Induction of
scleroderma fibrosis in skin-humanized mice by anti-Platelet-Derived Growth
Factor receptor agonistic autoantibodies Articles uri icon

publication date

  • August 2016

start page

  • 2263

end page

  • 2273

issue

  • 9

volume

  • 68

international standard serial number (ISSN)

  • 2326-5191

electronic international standard serial number (EISSN)

  • 2326-5205

abstract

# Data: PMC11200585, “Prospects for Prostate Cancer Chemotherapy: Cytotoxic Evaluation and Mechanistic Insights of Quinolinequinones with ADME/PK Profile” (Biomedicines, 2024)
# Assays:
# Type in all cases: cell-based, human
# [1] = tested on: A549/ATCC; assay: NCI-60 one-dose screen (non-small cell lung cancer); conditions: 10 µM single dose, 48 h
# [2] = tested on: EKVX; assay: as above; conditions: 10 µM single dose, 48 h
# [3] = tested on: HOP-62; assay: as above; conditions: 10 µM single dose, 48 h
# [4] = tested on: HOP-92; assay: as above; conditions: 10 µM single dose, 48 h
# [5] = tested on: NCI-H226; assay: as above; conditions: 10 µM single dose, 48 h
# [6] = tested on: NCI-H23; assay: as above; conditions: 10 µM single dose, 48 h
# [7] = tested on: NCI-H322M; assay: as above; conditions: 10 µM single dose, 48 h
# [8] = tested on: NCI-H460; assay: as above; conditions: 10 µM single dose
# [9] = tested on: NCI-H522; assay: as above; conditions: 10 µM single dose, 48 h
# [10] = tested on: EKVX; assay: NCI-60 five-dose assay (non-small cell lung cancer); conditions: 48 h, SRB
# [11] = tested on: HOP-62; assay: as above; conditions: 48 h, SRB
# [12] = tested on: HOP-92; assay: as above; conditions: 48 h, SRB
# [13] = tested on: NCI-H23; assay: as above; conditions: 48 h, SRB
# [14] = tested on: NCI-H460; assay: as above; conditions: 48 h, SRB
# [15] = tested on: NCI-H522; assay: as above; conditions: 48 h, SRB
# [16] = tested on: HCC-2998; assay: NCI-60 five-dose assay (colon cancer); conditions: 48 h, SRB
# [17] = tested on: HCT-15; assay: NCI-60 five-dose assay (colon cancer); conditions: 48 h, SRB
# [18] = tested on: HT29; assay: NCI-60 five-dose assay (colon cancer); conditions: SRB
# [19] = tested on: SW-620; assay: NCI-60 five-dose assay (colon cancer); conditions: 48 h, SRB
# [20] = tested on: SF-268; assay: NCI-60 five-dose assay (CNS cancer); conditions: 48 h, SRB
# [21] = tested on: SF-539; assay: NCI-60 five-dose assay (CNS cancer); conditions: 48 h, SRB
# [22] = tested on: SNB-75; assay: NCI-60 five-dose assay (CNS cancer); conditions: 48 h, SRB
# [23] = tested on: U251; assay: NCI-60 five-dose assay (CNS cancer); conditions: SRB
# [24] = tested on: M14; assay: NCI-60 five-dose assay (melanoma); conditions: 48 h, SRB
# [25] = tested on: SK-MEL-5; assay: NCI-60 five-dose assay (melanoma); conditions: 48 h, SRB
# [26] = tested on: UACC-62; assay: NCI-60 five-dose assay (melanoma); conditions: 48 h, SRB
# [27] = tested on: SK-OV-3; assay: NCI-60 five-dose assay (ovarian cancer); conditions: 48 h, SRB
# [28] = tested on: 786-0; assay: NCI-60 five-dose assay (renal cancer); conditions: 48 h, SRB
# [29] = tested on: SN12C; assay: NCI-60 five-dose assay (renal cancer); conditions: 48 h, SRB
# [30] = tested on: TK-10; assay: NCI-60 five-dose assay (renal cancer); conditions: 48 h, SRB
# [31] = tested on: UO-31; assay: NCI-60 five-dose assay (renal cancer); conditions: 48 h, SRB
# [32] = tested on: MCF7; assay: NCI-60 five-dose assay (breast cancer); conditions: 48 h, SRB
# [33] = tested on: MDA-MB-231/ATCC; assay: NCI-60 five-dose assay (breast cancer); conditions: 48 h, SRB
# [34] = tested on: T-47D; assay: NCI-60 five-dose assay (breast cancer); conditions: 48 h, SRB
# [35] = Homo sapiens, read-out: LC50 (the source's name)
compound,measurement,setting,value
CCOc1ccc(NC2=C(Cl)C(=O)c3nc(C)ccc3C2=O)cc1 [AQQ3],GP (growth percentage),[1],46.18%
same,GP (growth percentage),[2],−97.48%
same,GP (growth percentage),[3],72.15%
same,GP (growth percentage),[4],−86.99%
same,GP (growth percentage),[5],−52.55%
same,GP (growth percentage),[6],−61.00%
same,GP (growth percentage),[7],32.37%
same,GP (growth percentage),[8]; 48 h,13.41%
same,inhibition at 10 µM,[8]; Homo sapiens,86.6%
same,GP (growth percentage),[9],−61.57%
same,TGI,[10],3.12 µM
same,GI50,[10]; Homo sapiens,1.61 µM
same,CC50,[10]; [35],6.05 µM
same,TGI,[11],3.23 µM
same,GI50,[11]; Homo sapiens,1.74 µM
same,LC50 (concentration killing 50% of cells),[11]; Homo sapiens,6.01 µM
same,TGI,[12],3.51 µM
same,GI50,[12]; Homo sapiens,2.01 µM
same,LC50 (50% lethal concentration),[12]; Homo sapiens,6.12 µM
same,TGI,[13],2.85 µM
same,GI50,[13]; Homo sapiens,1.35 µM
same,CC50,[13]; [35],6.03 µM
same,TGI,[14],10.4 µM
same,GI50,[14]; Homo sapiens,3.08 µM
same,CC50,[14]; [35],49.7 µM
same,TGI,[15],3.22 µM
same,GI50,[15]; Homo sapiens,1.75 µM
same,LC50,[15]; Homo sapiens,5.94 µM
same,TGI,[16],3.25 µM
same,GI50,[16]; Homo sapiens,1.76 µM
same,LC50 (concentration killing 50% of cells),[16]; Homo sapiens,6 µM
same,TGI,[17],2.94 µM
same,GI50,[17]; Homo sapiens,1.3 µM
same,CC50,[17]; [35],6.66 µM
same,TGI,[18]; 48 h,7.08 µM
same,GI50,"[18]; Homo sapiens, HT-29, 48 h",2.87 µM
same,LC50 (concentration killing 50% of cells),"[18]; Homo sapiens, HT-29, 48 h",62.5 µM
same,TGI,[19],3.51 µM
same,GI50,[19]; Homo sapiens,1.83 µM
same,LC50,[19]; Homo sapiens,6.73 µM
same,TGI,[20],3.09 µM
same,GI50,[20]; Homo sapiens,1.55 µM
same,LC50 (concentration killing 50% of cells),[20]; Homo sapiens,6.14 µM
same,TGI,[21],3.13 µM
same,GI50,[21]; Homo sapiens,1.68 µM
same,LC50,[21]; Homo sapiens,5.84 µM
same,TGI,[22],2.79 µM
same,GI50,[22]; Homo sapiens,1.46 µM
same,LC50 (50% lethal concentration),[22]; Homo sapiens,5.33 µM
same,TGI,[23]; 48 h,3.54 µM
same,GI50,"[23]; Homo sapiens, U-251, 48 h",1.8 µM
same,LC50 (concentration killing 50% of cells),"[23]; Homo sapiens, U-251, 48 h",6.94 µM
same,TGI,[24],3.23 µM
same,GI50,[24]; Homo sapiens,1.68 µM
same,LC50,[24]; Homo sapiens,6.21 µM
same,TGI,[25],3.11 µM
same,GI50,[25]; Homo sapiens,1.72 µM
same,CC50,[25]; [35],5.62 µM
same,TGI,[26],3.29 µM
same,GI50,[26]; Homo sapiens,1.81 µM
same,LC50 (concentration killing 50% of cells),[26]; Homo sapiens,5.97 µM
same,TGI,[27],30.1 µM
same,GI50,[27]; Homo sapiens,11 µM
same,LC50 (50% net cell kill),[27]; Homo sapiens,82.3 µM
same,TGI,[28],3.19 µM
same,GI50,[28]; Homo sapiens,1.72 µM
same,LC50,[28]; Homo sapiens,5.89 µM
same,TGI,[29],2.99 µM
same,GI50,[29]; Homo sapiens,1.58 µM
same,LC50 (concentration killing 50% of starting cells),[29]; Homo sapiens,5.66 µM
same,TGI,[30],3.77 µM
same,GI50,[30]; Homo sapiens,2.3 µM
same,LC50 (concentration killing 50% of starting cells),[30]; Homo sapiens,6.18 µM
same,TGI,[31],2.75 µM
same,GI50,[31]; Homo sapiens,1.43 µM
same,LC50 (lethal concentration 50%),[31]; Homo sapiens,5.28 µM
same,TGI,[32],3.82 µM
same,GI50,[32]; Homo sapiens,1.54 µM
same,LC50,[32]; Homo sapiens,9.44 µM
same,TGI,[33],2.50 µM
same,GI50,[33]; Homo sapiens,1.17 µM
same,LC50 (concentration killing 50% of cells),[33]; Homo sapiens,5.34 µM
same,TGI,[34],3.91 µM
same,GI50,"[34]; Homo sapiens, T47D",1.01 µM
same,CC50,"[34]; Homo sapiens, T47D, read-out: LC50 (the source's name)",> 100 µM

• Objective To describe a skin&-SCID mouse chimeric model of systemic sclerosis (SSc; scleroderma) fibrosis based on engraftment of ex vivo&-bioengineered skin using skin cells derived either from scleroderma patients or from healthy donors.Methods Three-dimensional bioengineered skin containing human keratinocytes and fibroblasts isolated from skin biopsy specimens from healthy donors or SSc patients was generated ex vivo and then grafted onto the backs of SCID mice. The features of the skin grafts were analyzed by immunohistochemistry, and the functional profile of the graft fibroblasts was defined before and after treatment with IgG from healthy controls or SSc patients. Two procedures were used to investigate the involvement of platelet-derived growth factor receptor (PDGFR): 1) nilotinib, a tyrosine kinase inhibitor, was administered to mice before injection of IgG from SSc patient sera (SSc IgG) into the grafts, and 2) human anti-PDGFR monoclonal antibodies were injected into the grafts.Results Depending on the type of bioengineered skin grafted, the regenerated human skin exhibited either the typical scleroderma phenotype or the healthy human skin architecture. Treatment of animals carrying healthy donor skin grafts with SSc IgG resulted in the appearance of a bona fide scleroderma phenotype, as confirmed by increased collagen deposition and fibroblast activation markers. Results of the experiments involving administration of nilotinib or monoclonal antibodies confirmed the involvement of PDGFR.Conclusion Our results provide the first in vivo demonstration of the fibrotic properties of anti-PDGFR agonistic antibodies. This bioengineered skin&-humanized mouse model can be used to test in vivo the progression of the disease and to monitor response to antifibrotic drugs.